Opte Project

Visualization from the Opte Project of the various routes through a portion of the Internet in 2005

The Opte Project, created in 2003 by Barrett Lyon,[1] seeks to generate an accurate representation of the breadth of the Internet using visual graphics.[2][3] Lyon believes that his network mapping can help teach students more about the Internet while also acting as a gauge illustrating both overall Internet growth and the specific areas where that growth occurs.[2] It was not the first such project; others predated it, such as the Bell Labs Internet Mapping Project.

The project has gathered notice worldwide having been featured by Time[4], Cornell University[5], New Scientist[6], and Kaspersky Lab.[7] In addition, Opte Project maps have found homes in at least two art galleries and exhibits such as The Museum of Modern Art[8] and the Museum of Science's Mapping the World Around Us permanent exhibit.[9] To this end, prints of various Opte Project maps are available for purchase online via the project website.[10]

At least 3 maps are shown on the Opte website[dead link] (however, see "also" this footnote [11] for a non-"dead" link to a snapshot version of a "Maps" page from that website that was "archived" -- courtesy of the "Wayback machine" -- on a day when the website was working OK) each representing a visual snapshot of the Internet at a specific point in time. The first snapshot was taken in 2003 and the most recent (as of August 8, 2017) was taken in 2015.[12]

All content is licensed under a Creative Commons license[13] and while use of The Opte Image is free for all non-commercial applications, a license fee is required for all others.[10][14]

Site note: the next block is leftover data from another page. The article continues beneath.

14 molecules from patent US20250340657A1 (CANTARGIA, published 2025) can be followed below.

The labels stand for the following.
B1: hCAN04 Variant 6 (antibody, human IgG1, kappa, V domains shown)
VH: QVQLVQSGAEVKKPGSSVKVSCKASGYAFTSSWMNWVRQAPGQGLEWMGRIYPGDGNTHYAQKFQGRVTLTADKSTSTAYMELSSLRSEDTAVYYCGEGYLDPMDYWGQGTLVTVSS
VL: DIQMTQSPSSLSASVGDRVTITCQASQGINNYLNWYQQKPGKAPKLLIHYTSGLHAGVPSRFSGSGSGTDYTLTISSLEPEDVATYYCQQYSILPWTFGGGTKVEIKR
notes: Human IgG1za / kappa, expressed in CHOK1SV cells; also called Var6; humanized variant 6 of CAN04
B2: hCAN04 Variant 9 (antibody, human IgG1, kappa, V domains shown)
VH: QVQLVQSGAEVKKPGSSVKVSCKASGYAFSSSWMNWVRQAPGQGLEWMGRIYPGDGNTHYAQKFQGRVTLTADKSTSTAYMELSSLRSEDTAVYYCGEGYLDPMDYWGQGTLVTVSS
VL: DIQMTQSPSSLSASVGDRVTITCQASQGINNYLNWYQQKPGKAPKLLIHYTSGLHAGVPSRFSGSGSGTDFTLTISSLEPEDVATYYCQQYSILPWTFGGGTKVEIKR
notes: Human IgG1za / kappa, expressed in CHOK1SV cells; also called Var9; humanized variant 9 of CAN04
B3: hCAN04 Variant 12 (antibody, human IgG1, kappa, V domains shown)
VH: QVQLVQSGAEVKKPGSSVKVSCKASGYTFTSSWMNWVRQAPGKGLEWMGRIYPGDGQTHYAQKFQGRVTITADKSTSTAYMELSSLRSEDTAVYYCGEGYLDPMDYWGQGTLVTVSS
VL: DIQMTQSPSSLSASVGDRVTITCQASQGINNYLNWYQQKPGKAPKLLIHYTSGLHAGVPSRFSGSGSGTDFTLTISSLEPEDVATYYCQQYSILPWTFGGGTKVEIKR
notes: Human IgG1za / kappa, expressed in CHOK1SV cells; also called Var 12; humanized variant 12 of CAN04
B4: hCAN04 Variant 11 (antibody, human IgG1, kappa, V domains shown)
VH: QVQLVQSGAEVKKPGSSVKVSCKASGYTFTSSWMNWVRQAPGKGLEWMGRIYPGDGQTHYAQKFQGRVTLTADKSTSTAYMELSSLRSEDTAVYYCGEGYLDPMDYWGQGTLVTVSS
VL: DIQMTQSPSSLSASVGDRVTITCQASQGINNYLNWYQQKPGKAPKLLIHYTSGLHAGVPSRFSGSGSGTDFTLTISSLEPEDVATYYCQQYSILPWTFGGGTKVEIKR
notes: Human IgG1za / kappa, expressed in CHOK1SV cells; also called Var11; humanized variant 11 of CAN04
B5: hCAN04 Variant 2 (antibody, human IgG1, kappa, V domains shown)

1. ^ "The Opte Project - FAQ". www.opte.org. LyonLabs LLC, Barrett Lyon. Retrieved August 8, 2017.
  2. ^ a b "The Opte Project - About". www.opte.org. LyonLabs LLC, Barrett Lyon. Retrieved August 8, 2017.
  3. ^ "Visual Complexity - Opte Project section". www.visualcomplexity.com. VisualComplexity.com. Retrieved August 8, 2017.
  4. ^ "See What the Internet Actually Looks Like". www.time.com. Time, Inc. July 13, 2015. Retrieved August 8, 2017.
  5. ^ "The Opte Project and Visualizing the Internet". blogs.cornell.edu. Cornell University. September 13, 2016. Retrieved August 8, 2017.
  6. ^ "Internet mapping project weaves colourful web". www.newscientist.com. New Scientist, Ltd. November 28, 2003. Retrieved August 8, 2017.
  7. ^ "7 amazing maps of the Internet". www.kaspersky.com. Kaspersky Lab. November 3, 2015. Retrieved August 8, 2017.
  8. ^ "MOMA - Opte Project item". www.moma.org. Museum of Modern Art. Retrieved August 8, 2017.
  9. ^ "Mapping the World Around Us". www.mos.org. Museum of Science. Retrieved August 8, 2017.
  10. ^ a b "The Opte Project - Prints\Licenses". www.opte.org. LyonLabs LLC, Barrett Lyon. Retrieved August 8, 2017.
  11. ^ "Maps". www.opte.org. Archived from the original on October 9, 2019. Here you will find static and dynamic 2D JPG/PNG images and 3D VRML maps of the Internet. These maps are built off of our database using two different graphing engines [...]
  12. ^ "The Opte Project - The Internet". www.opte.org. LyonLabs LLC, Barrett Lyon. Retrieved August 8, 2017.
  13. ^ "Creative Commons Attribution-NonCommercial 4.0 International (CC BY-NC 4.0) license". creativecommons.org. Creative Commons. Retrieved August 8, 2017.
  14. ^ "Barrett Lyon Website - Philanthropy section". www.blyon.com. Barrett Lyon. Retrieved August 8, 2017.